Stormland is coming out next week and the anticipation is at an all-time high. This Oculus Exclusive is set to be the most expansive and fun multiplayer virtual reality game on the market, but only the community will be able to make that decision. Oculus has been conducting mini-interviews with the most important people from the development team, and this week they sat down with David Yee, the Oculus Studio Executive Producer.
Along with the exclusive interview, the VR powerhouse also released yet another game trailer. This is part 3, Sypher’s Log. We won’t spoil it too much, but this is a quick video worth watching.
At the end of the video, you see that if you pre-order this game, you will receive some collectible mini statues that you will be able to keep. It’s not a huge incentive, but it is worth noting that they are trying to push out more pre-sales.
Oculus Interview with David Lee
How did you get your start in the game industry?
David Yee: I started in the game industry in 1994. I was going to college and got a job working on strategy simulators and then spread out into other genres. One of my favorite early projects was as a designer on the first EverQuest (another designer put me in as a guest NPC with my own Magik shop in one of the starter towns).
Soon after, I moved out to Westwood Studios to work on the Command & Conquer franchise. Since then, I’ve been lucky enough to have worked with world-class developers including Insomniac, Ready At Dawn, DICE, and Harmonix.
What role did you play in the development of Stormland?
DY: One of my roles is to help guide our developers to build something that is authentic to their creative vision while exploring and pushing the boundaries of VR. In many ways, I act as a sounding board while asking a lot of questions to see if we can do something that’s never been done before.
One of my favorite examples with Stormland is the concept of being able to climb on any surface. When we first talked about exploring this feature a few years ago, there weren’t any other VR games that allowed you to do this. Another example is when we were talking about the ability to move through a larger world and how it was hard to build something at that scale when we didn’t have a good way to move through it. Being able to talk to the team about all of the different locomotion options that we had seen or wanted to try was part of figuring out the structure for Stormland and how it all fits together.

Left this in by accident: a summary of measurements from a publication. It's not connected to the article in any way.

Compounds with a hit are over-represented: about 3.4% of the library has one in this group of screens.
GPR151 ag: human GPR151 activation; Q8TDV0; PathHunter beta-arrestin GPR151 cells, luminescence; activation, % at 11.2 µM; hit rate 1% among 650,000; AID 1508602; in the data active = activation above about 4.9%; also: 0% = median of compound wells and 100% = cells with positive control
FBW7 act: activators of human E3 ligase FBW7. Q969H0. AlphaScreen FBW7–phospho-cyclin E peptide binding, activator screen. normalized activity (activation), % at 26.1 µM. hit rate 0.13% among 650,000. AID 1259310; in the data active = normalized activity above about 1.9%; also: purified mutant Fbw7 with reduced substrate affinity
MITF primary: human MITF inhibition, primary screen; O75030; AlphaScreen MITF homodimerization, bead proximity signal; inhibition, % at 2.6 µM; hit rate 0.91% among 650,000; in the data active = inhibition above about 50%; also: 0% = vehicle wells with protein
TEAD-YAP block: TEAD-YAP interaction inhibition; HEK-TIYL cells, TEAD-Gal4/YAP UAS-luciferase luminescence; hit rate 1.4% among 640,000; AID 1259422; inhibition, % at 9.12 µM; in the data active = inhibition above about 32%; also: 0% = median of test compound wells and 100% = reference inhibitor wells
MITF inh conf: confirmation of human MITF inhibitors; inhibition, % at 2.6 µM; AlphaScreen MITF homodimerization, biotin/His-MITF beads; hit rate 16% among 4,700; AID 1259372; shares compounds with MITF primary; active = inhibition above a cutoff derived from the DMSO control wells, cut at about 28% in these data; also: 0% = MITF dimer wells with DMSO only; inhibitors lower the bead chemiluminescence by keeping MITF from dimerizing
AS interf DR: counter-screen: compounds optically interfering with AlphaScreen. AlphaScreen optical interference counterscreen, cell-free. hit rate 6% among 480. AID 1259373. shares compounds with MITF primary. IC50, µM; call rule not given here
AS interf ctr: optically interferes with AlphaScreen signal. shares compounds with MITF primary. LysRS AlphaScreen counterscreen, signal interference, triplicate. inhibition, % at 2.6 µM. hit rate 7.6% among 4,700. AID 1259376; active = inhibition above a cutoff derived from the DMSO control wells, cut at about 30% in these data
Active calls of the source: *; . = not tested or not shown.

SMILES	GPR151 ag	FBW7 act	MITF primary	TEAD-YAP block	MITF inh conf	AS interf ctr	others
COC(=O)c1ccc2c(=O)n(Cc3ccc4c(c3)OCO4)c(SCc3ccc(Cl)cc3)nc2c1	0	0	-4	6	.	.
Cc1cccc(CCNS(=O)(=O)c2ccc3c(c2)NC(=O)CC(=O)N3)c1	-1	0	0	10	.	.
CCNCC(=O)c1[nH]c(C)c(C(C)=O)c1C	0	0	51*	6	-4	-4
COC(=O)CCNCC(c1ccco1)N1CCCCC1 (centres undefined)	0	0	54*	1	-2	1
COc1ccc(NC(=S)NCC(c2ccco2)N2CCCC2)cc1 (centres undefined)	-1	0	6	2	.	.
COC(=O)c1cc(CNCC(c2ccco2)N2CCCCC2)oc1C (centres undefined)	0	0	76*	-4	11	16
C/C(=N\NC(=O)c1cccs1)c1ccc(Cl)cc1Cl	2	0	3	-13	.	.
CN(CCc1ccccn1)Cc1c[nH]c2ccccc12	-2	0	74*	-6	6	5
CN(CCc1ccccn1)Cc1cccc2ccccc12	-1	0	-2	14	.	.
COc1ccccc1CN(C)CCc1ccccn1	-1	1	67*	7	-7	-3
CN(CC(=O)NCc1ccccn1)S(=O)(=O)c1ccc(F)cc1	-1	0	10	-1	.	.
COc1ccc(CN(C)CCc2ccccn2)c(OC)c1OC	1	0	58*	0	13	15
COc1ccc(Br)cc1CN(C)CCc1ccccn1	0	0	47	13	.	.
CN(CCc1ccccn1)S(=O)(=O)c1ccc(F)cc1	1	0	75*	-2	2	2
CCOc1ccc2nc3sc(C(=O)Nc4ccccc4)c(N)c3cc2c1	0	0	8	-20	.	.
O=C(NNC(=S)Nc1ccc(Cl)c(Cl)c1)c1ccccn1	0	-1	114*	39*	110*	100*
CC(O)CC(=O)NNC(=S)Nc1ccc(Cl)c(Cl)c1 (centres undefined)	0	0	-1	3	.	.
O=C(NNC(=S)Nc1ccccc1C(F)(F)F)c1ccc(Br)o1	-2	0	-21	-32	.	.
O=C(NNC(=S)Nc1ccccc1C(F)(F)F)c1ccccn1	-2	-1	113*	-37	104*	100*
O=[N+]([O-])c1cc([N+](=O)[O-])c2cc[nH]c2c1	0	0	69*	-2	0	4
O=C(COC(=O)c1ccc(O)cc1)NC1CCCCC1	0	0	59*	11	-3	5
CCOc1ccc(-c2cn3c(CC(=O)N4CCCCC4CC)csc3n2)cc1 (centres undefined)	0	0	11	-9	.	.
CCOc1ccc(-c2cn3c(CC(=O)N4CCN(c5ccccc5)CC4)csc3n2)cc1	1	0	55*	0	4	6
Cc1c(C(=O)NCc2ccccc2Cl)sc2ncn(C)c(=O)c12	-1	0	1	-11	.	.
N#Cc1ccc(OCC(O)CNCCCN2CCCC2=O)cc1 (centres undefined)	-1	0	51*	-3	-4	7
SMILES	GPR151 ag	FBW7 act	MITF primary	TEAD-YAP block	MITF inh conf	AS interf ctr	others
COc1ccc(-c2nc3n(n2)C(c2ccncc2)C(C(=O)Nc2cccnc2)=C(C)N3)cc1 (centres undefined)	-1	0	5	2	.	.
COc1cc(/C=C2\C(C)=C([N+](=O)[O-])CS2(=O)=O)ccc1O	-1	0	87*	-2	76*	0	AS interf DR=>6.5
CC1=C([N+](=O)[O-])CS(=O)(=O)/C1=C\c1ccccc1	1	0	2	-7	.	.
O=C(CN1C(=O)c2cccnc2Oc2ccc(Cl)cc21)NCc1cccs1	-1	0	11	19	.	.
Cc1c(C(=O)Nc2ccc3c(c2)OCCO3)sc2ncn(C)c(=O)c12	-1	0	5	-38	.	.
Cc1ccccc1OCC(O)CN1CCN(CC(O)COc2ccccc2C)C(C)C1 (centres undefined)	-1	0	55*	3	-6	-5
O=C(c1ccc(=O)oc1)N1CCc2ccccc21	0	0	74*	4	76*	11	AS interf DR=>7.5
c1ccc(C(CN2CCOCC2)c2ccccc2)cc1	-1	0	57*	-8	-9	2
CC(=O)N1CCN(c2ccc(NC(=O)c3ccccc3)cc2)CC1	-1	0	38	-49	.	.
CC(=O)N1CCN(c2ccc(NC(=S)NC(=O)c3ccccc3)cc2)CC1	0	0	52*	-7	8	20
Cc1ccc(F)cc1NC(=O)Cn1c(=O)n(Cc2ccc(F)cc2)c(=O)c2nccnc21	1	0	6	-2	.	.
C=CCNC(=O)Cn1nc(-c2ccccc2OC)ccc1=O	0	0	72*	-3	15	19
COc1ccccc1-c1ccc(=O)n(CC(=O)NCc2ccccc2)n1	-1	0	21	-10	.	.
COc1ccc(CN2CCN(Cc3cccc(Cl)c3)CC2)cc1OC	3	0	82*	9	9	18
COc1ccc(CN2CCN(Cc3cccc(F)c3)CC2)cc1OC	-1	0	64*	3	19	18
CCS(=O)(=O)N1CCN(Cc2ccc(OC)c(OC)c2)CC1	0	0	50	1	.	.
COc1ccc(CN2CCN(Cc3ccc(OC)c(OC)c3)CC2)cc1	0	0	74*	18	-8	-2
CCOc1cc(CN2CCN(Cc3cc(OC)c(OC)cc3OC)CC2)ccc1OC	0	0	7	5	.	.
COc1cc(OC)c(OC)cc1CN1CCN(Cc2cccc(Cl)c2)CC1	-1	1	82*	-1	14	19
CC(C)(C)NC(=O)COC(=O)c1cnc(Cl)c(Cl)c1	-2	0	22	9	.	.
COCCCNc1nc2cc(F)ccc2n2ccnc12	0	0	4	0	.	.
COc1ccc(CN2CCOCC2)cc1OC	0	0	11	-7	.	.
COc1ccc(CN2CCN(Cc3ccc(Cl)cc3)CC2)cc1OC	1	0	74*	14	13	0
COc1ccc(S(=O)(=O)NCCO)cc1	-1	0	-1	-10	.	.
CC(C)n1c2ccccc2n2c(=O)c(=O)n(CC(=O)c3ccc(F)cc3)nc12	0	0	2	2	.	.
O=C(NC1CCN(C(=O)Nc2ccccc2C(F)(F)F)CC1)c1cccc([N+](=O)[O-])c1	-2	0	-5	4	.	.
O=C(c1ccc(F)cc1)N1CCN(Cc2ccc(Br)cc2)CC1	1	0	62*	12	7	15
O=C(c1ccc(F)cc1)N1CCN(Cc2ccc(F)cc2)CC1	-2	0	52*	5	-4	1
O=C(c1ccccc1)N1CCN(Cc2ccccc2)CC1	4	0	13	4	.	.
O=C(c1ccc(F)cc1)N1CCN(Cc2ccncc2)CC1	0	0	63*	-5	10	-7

One of the best parts of my job is that these conversations with Insomniac started four years ago. We’re releasing Stormland soon, but a lot of what we see in the game was built on working with this team for years.
What’s your favorite part of the game and why?
DY: My most favorite mechanic for Stormland is harvesting. Breaking apart a weapon or collecting plants is a really tactile way of interacting with the world, and it felt pretty good from the very beginning. I can remember first trying the feature and breaking all of my weapons to the point where I had nothing to use during the play session because I would snap everything in half as soon as I got it.
A lot of VR talks about presence as a visual thing. For me, tactile moments where you interact with the world and have it respond to your touch—in a way that just makes sense—is equally, if not more, important for convincing players that they’re being transported to another world.